Principles of Birding Ethics
For new birders and old alike, it is important to remember that we don't want to negatively impact the birds we enjoy watching. The American Birding Association has prepared a great guide on the ethics of birding available here.
GEAS has created a free '15 Common Birds of the Boise River' Guide. You are welcome to download and use this guide or pick up a free hardcopy at the next community event.
The Idaho Birding Trail is a great resource to the when, where, and what species for birding in Idaho. The website provides much of the information but there are both digital and hardcopies available for purchase here.
'Idaho Birding' is wonderful Facebook group that brings birders together from all over the state. People often post special bird sightings, share their bird photos, and ask for identification help on this page.
National Audubon's online bird guide.
The Cornell Lab of Ornithology's 'All About Birds'. A great source of information on bird species; behavior, habitat, full range maps, and more.
There are many digital and hardcopy birding field guides available today. Most birders develop a preference for one guide or another, and they all have slightly different aspects, but we recommend you use whats best for you! We have listed just a few options below:
Digital: Digital guides offer the convince of not carrying anything other then your smartphone, the ability to listen to bird calls & songs in the field, and an easy 'species list' keeper.
'Merlin' App by the Cornell Lab. A free application that helps identify birds based on a few characteristics.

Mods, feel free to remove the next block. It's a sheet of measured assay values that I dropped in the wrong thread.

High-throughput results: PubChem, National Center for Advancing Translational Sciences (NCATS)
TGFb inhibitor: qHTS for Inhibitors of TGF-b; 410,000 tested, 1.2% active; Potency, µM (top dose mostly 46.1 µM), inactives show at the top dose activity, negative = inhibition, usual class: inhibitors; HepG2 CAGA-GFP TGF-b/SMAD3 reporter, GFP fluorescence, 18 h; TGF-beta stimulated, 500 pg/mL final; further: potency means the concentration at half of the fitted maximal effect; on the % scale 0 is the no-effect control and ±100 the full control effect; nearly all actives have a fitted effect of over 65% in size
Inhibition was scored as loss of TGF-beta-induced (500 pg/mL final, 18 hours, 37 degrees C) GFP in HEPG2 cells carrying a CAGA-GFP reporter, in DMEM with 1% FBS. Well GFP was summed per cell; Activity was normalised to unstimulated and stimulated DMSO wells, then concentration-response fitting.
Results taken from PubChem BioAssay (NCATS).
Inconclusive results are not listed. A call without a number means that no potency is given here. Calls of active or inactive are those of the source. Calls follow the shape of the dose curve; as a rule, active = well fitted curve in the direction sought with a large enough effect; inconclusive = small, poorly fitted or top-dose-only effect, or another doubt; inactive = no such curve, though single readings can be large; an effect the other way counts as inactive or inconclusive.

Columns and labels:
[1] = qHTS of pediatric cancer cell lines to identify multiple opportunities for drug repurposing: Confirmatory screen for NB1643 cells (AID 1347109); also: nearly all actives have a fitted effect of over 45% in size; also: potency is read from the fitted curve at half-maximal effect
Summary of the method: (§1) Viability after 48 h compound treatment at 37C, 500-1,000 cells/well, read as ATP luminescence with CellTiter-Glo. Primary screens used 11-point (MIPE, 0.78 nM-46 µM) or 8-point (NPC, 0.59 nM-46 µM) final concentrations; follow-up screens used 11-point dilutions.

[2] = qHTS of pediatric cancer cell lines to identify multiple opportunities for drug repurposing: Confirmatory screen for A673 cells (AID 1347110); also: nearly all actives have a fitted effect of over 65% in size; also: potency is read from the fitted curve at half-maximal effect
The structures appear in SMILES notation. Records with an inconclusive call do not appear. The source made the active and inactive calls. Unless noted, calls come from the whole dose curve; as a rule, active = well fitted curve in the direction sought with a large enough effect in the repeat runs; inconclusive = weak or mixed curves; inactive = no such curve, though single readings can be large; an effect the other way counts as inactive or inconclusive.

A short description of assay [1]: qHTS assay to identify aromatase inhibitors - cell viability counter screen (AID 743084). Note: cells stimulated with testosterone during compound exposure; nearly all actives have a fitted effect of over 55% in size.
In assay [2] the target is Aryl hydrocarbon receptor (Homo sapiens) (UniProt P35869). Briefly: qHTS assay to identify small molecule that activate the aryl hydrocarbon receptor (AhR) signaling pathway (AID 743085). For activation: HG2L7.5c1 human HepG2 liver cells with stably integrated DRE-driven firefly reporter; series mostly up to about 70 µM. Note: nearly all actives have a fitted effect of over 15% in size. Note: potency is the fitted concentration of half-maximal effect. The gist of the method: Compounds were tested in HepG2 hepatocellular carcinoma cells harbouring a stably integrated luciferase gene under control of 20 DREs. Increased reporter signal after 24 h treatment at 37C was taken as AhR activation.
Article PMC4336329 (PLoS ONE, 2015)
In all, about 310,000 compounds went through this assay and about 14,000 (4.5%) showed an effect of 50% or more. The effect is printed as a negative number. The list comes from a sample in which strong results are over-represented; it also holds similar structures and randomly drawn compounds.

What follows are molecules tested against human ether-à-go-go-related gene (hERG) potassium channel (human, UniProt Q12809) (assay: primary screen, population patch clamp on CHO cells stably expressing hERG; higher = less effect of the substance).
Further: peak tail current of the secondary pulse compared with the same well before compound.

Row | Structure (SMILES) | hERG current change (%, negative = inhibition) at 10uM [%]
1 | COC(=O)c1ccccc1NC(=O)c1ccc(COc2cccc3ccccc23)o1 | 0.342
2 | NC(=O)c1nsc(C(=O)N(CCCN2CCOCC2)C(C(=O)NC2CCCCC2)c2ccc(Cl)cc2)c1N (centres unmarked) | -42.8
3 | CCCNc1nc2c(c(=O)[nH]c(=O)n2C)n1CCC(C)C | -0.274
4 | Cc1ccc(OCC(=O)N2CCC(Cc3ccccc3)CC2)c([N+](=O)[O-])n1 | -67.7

'The Sibley eGuide to Birds' App by David Sibley. Popular guide available in a digital format. Great pictures drawn by the author, no photographs.
'Audubon Bird Guide' App. Connects with eBird to allow finding 'birding hotspots' in the field in addition to being a field guide that uses photographs.
Hardcopy: Still the preference of many birders, field guides such as those listed below offer continent wide or regional versions.
The Sibley Guide to Birds by David Sibley
Birds of North America by Kenn Kaufmann
Western Birds (Peterson Field Guides®) by Roger Tory Peterson
Birds of Idaho Field Guide by Stan Tekiela
The collective power of birders reporting what species they encounter is incredible. We encourage birders to use online portals, such as eBird, to not only keep their own bird list, but to also make their observations count in this citizen science platform. It is free to sign up and enjoy a wealth of bird information at your fingertips.
Of note is that the power of estimating the number of individuals of an observed species is much higher then simply denoting that the species was present. Please click here for more information on estimating numbers.
Binoculars for Birding
GEAS Member, Harold Ward, was kind enough to create and share a guide of 'Binoculars for Beginning Birders'. This is a great resource on how to choose binoculars that will be right for you.